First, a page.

The Major League Baseball Players Alumni Association (MLBPAA) has named Paul Goldschmidt as the Arizona Diamondbacks 2014 Heart and Hustle Award winner. The award honors active players who demonstrate a passion for the game of baseball and best embody the values, spirit and tradition of the game. The Heart and Hustle Award is also the only award in Major League Baseball voted on by former players.
In the beginning there was dirt — and roads that were mere afterthoughts of other East Valley cities. For the most part, they didn’t lead to much of anywhere, as they dustily meandered west toward South Mountain.
DreamWorks Animation has always been great at being timely, but hasn’t always been that great at being timeless. Some of their films have stricken a decent balance between timely and timeless, like “Shrek” and “Kung Fu Panda.” Several of their films, however, feel very much like products of the time that probably won’t hold up phenomenally in another 20 years. Chris Sanders’ “How to Train Your Dragon” was a different kind of film from DreamWorks, being one half action/adventure and another half heartwarming tale between a boy and animal. In some respects, it was like a few of their earlier 2-D animated features, but done a million times better. It was the first DreamWorks film since “The Prince of Egypt” that felt completely timeless with no pop culture references and little modern talk, even rivaling some of the best efforts from Disney and Pixar.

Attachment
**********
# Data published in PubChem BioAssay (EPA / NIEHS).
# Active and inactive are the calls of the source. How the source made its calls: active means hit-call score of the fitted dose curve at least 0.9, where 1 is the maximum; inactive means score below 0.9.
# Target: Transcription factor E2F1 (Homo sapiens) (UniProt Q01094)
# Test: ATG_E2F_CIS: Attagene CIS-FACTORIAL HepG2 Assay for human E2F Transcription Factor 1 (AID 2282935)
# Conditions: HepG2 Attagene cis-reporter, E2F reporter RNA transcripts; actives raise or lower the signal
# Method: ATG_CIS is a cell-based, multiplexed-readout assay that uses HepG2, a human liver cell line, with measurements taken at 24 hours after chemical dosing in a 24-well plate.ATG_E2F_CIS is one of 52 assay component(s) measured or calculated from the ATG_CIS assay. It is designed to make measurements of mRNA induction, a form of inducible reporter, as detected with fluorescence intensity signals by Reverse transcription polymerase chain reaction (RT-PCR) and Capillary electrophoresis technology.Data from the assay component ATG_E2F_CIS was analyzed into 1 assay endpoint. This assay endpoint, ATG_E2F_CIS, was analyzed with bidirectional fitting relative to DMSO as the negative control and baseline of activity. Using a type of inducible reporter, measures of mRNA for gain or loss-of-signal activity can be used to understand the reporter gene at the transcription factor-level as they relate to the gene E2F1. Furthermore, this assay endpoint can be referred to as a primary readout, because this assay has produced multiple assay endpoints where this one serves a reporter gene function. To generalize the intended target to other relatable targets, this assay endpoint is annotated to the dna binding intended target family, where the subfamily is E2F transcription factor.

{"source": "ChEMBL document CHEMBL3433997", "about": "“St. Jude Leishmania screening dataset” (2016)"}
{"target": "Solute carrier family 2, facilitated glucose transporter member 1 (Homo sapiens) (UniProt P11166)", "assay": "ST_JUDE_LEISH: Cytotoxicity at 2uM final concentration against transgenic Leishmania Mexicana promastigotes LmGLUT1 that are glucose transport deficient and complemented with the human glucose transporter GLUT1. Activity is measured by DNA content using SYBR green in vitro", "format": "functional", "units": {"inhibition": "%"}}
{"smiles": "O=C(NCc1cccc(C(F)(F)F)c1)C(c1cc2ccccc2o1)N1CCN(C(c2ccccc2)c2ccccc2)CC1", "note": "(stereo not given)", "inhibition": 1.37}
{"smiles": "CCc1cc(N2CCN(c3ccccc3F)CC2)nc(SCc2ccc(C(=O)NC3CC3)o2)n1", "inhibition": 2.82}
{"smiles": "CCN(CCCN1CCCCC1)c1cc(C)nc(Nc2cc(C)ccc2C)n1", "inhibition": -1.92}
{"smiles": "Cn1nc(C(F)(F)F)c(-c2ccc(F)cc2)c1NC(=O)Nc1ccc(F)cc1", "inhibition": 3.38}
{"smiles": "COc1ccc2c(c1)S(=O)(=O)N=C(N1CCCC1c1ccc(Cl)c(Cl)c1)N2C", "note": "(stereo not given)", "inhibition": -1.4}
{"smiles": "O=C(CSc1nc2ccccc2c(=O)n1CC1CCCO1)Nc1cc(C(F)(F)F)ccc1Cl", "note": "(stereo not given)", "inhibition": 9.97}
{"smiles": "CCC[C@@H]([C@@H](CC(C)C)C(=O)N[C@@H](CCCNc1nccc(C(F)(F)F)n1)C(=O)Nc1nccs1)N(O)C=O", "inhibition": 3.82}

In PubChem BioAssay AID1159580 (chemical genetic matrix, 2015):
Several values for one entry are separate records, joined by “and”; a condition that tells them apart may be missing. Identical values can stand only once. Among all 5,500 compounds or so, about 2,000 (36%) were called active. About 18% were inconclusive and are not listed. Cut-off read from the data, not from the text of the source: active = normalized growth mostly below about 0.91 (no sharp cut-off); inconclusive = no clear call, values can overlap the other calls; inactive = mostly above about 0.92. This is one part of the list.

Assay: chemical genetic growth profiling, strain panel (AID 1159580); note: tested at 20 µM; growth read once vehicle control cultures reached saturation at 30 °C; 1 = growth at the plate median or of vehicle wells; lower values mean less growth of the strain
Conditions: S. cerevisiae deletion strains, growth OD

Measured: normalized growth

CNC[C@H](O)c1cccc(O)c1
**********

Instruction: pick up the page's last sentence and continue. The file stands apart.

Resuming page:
1. Rough wrestling. Wrestling is one of the many ways that dogs have to play, but it shouldn’t be the only way they play. Too much wrestling can cause dogs to become defensive and competitive. Wrestling should have breaks with play bows and chase games to dilute its intensity.
Saying it will make the state more competitive, the Senate Finance Committee voted unanimously Wednesday to exempt manufacturers and smelters from having to pay tax on the electricity they buy and use.
MILWAUKEE — Hunting dogs are on display at two canine gatherings this week. One is in New York at the famed Westminster Kennel Club show, where judges look for perfection in the breeds' appearance — the shape of an ear, the size of a tail.
Like a treasure hunter, Heather Ross, director of Knights at the Theatre (Arizona College Prep’s drama company), was on the hunt for a stand-out script, one that would surpass the usual high school plays — you know, “Grease,” “West Side Story,” “Footloose,” “Annie,” and the list goes on.
The Thunder look to return to their winning ways behind a talented junior class and a group of committed seniors in 2014.Produced by David JolkovskiNarration by Jason P. SkodaInterviews (in order of appearance):Cade van RaaphorstTJ RobertsAlex FarinaDrew McIntyreCoach Dan HindsAdrian PerezAndrew MacnairSaxon McDonald